In 2015, Athens County Children Services had 146 children in their custody — a 7 percent increase from 2014.
Aside from children in official custody, Children Services received a “record” 2,070 referrals of child abuse and neglect, according to their 2015 annual report. Children Services, and the foster families they facilitate, are often the cushion children fall to during that time of limbo.
“Athens County Children Services currently has 38 licensed foster homes, but is in desperate need for more foster families,” Tanja Kuhre, a recruiter and trainer for Children Services, said in a statement.
Children may be removed from their homes after abuse and neglect due for a variety of other reasons, including parental drug abuse. But part of the reason for the increase of children in Children Services' custody is the opiate abuse problem in Athens County and in Ohio in general, Robin Webb, the public relations and event coordinator for the agency, said.
“More parents, who are often young themselves, are becoming addicted to heroin and other opiates, and consequently aren’t able to care for their children,” Webb said in an email. “Children are coming into our custody at much younger ages, and on average staying in our care longer than they have in the past.”
Michele Papai, a licensed professional clinical supervisor and an independent chemical dependency counselor, who has extensive experience working with foster children, agreed opiates were a factor in the jump in foster cases.
"If we look at the increases, we see an exponential rise in parental substance abuse," Papai, who is also the Democratic councilwoman for the Third Ward, said. "(This is) mostly in the area of opiate addiction, and that’s across the spectrum. That could be pills, it could be heroin."
According to a report by the Ohio Department of Health, opioids, including heroin, fentanyl and prescription drugs, were involved in 84.9 percent of drug overdoses in Ohio in 2015.
Papai also said foster parents are very important to a’s healing process. Particularly for children dealing with trauma, she said, a stable adult caretaker is essential.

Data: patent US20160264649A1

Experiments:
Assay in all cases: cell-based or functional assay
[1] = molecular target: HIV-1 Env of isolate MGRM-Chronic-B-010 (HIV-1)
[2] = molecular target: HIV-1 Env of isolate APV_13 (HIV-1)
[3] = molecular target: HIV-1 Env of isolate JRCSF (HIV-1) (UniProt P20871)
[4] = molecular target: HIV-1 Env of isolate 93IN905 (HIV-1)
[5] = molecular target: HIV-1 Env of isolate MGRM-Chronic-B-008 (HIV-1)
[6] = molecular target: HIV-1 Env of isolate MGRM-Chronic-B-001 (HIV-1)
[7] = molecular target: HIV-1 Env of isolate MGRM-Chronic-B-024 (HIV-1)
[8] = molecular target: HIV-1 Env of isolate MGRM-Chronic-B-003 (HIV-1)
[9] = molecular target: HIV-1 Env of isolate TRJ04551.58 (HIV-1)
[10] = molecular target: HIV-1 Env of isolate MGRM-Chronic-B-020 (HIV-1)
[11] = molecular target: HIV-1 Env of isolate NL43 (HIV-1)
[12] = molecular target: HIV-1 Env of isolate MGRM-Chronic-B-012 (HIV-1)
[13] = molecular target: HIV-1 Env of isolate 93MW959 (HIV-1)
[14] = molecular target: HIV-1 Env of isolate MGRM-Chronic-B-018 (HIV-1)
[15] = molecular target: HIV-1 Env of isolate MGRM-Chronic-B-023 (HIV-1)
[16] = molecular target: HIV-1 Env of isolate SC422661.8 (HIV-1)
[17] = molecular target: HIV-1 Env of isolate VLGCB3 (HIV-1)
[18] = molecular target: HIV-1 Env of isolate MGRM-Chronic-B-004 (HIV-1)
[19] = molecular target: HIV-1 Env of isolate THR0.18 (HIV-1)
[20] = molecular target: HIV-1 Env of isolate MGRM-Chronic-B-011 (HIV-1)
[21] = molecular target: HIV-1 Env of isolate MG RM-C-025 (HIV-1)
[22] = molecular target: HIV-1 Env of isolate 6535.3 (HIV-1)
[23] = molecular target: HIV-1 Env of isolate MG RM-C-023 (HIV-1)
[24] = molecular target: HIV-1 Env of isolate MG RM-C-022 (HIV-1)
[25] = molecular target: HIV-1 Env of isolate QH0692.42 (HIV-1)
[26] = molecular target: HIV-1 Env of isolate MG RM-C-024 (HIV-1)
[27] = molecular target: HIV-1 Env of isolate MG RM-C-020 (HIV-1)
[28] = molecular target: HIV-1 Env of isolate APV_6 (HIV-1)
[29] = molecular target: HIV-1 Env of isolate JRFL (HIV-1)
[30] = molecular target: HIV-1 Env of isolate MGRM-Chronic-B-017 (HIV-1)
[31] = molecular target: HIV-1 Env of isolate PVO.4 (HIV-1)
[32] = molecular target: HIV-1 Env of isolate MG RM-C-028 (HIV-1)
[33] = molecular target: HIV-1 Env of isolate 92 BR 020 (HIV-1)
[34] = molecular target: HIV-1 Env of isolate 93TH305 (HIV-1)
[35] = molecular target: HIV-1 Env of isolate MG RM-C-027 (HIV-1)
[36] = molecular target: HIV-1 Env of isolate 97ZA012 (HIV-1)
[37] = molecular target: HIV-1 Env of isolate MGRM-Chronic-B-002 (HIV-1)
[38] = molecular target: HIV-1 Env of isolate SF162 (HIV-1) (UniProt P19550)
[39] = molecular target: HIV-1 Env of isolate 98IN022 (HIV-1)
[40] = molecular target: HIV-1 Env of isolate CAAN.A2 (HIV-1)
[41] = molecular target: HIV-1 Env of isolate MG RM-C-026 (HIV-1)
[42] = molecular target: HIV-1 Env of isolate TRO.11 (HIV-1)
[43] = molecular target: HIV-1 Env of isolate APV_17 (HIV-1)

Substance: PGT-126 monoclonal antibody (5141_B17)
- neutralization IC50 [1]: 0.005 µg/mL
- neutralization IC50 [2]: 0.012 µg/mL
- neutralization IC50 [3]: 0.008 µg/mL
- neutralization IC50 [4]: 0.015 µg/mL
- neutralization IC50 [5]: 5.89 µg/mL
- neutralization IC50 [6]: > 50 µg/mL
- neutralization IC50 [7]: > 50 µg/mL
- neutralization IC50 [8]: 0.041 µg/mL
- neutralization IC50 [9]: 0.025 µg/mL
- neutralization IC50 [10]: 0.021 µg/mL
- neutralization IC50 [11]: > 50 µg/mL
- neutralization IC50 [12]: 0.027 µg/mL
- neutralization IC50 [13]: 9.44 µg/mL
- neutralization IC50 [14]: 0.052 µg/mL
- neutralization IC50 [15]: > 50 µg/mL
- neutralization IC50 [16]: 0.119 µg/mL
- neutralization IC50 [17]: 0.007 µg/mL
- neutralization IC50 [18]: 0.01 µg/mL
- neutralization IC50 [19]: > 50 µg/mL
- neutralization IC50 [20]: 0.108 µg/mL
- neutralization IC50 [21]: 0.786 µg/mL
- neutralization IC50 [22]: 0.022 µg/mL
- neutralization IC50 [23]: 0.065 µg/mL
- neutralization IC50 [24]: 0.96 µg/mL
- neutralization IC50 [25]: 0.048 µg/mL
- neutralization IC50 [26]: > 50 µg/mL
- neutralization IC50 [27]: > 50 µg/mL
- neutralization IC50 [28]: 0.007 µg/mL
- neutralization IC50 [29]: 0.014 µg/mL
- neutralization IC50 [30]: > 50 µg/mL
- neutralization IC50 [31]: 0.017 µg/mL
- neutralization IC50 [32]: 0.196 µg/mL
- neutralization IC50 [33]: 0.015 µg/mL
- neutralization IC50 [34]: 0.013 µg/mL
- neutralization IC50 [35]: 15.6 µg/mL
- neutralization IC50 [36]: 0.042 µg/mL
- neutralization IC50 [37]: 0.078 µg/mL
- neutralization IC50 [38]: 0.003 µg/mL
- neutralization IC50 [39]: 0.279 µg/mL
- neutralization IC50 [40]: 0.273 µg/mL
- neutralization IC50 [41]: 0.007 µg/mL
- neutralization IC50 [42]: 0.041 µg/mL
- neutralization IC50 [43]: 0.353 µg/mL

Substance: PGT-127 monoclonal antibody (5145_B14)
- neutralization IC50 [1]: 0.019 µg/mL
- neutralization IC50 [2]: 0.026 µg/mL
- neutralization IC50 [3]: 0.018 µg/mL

“You need to know that there is a supportive, understanding, protective adult who can be there to support the kids’ recovery,” Papai said.
Those interested in becoming foster families first make an inquiry to a Children Services recruiter. Then, after attending an optional information meeting, they must complete 36 hours of preservice training, complete an application, participate in a home study and, finally, receive official license if all is in order.
To help foster families support children as well as they can, each one is assigned a designated placement caseworker.
"All caseworkers are required to have monthly contact with everyone on their caseload who have placements in their home," Kuhre said in a statement. "The caseworkers serve as support systems to their families in a number of other ways."
Placement caseworkers may assist foster parents in cases where the foster child is acting disruptive, and also help them stay organized with monthly paperwork.
Alternatively, Ongoing Family Services Caseworkers are assigned to all foster children and their biological parents, and they can assist with tasks like enrolling children in school and signing up for counseling services. The involvement with biological parents can also continue in other ways.
Most parents are able to visit their children two times per week at the agency's visitation center, unless the agency's workers have safety concerns or think it is in the best interests of the children to not visit with their parents.
"Otherwise, Athens County Children Services takes great strides to ensure that children in our care are given opportunities to have quality visits with their biological parents," Kuhre said.
Visitation facilities have games, playground equipment, a basketball court and other activities for parents and children. Children Services also organizes group activities and assists with transportation for biological parents when needed.
The agency will continue to provide these services and facilitate foster families — perhaps on an even larger scale. As of the end of August, Children Services has had 135 children in custody this year.
"The 2016 data that is available at this time shows that we are on pace to end the year with (a) significant increase to the total number of children we had in care," Webb said in an email.